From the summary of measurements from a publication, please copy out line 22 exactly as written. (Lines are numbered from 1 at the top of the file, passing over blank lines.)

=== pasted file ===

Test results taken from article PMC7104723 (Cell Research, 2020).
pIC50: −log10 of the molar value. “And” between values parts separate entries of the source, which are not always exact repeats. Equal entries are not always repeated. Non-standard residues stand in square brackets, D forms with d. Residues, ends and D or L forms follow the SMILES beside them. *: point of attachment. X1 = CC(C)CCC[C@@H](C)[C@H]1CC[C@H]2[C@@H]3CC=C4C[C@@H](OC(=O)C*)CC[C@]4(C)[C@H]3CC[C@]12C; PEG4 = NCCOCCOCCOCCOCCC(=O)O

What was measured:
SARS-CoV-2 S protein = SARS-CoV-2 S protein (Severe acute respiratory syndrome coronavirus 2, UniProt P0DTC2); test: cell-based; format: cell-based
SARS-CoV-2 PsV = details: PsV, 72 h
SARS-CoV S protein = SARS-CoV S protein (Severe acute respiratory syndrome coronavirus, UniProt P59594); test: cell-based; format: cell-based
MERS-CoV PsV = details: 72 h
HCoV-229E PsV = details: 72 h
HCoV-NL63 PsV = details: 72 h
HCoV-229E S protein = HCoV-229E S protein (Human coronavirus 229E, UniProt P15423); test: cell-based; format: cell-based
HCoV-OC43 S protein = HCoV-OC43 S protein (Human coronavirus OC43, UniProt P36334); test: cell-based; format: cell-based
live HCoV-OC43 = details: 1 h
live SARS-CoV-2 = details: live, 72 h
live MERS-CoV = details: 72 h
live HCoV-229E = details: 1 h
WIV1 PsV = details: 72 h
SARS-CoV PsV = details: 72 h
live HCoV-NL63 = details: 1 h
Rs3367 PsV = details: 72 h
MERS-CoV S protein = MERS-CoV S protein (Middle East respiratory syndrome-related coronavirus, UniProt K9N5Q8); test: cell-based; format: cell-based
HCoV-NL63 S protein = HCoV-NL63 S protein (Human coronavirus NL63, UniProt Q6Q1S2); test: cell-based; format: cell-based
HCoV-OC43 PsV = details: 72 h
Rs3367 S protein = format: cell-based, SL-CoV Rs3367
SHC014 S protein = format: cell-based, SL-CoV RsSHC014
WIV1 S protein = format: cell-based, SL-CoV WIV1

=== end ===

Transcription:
HCoV-OC43 PsV = details: 72 h